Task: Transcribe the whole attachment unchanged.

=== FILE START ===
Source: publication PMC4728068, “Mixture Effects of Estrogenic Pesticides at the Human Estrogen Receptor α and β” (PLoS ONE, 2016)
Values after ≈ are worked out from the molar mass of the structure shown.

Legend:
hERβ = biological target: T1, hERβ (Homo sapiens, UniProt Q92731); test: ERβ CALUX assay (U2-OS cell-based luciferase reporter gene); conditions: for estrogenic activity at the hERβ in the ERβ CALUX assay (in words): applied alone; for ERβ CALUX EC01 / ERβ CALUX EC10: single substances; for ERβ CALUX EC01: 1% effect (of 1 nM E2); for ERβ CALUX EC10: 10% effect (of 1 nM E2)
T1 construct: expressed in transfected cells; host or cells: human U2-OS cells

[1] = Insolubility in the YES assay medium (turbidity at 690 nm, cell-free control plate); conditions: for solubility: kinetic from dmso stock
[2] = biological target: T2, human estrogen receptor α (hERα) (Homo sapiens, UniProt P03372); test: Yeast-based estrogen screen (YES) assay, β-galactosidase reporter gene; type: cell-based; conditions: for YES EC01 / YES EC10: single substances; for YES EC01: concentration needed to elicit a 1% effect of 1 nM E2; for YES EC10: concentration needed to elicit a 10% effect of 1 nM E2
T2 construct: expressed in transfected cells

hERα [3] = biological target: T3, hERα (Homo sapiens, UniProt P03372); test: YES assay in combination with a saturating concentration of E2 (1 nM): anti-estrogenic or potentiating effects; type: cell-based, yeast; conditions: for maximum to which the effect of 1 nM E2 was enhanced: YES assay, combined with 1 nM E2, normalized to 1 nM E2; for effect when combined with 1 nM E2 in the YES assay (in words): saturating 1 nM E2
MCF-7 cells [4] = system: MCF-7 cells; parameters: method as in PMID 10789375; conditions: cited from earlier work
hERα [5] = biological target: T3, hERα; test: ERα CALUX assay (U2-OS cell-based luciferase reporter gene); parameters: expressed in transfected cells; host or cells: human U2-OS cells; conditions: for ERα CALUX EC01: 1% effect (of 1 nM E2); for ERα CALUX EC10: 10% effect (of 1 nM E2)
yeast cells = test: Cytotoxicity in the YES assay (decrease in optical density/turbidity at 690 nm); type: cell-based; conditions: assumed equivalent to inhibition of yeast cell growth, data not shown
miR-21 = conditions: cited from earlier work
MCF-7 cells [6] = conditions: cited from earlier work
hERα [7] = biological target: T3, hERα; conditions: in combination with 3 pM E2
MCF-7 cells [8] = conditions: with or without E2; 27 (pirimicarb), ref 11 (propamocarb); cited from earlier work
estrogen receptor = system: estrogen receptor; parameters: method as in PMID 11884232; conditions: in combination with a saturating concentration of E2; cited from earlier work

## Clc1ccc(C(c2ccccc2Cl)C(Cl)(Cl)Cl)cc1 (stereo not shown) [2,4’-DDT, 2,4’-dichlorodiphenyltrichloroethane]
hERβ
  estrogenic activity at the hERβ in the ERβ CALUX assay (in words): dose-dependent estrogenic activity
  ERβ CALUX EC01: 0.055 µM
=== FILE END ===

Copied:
Source: publication PMC4728068, “Mixture Effects of Estrogenic Pesticides at the Human Estrogen Receptor α and β” (PLoS ONE, 2016)
Values after ≈ are worked out from the molar mass of the structure shown.

Legend:
hERβ = biological target: T1, hERβ (Homo sapiens, UniProt Q92731); test: ERβ CALUX assay (U2-OS cell-based luciferase reporter gene); conditions: for estrogenic activity at the hERβ in the ERβ CALUX assay (in words): applied alone; for ERβ CALUX EC01 / ERβ CALUX EC10: single substances; for ERβ CALUX EC01: 1% effect (of 1 nM E2); for ERβ CALUX EC10: 10% effect (of 1 nM E2)
T1 construct: expressed in transfected cells; host or cells: human U2-OS cells

[1] = Insolubility in the YES assay medium (turbidity at 690 nm, cell-free control plate); conditions: for solubility: kinetic from dmso stock
[2] = biological target: T2, human estrogen receptor α (hERα) (Homo sapiens, UniProt P03372); test: Yeast-based estrogen screen (YES) assay, β-galactosidase reporter gene; type: cell-based; conditions: for YES EC01 / YES EC10: single substances; for YES EC01: concentration needed to elicit a 1% effect of 1 nM E2; for YES EC10: concentration needed to elicit a 10% effect of 1 nM E2
T2 construct: expressed in transfected cells

hERα [3] = biological target: T3, hERα (Homo sapiens, UniProt P03372); test: YES assay in combination with a saturating concentration of E2 (1 nM): anti-estrogenic or potentiating effects; type: cell-based, yeast; conditions: for maximum to which the effect of 1 nM E2 was enhanced: YES assay, combined with 1 nM E2, normalized to 1 nM E2; for effect when combined with 1 nM E2 in the YES assay (in words): saturating 1 nM E2
MCF-7 cells [4] = system: MCF-7 cells; parameters: method as in PMID 10789375; conditions: cited from earlier work
hERα [5] = biological target: T3, hERα; test: ERα CALUX assay (U2-OS cell-based luciferase reporter gene); parameters: expressed in transfected cells; host or cells: human U2-OS cells; conditions: for ERα CALUX EC01: 1% effect (of 1 nM E2); for ERα CALUX EC10: 10% effect (of 1 nM E2)
yeast cells = test: Cytotoxicity in the YES assay (decrease in optical density/turbidity at 690 nm); type: cell-based; conditions: assumed equivalent to inhibition of yeast cell growth, data not shown
miR-21 = conditions: cited from earlier work
MCF-7 cells [6] = conditions: cited from earlier work
hERα [7] = biological target: T3, hERα; conditions: in combination with 3 pM E2
MCF-7 cells [8] = conditions: with or without E2; 27 (pirimicarb), ref 11 (propamocarb); cited from earlier work
estrogen receptor = system: estrogen receptor; parameters: method as in PMID 11884232; conditions: in combination with a saturating concentration of E2; cited from earlier work

## Clc1ccc(C(c2ccccc2Cl)C(Cl)(Cl)Cl)cc1 (stereo not shown) [2,4’-DDT, 2,4’-dichlorodiphenyltrichloroethane]
hERβ
  estrogenic activity at the hERβ in the ERβ CALUX assay (in words): dose-dependent estrogenic activity
  ERβ CALUX EC01: 0.055 µM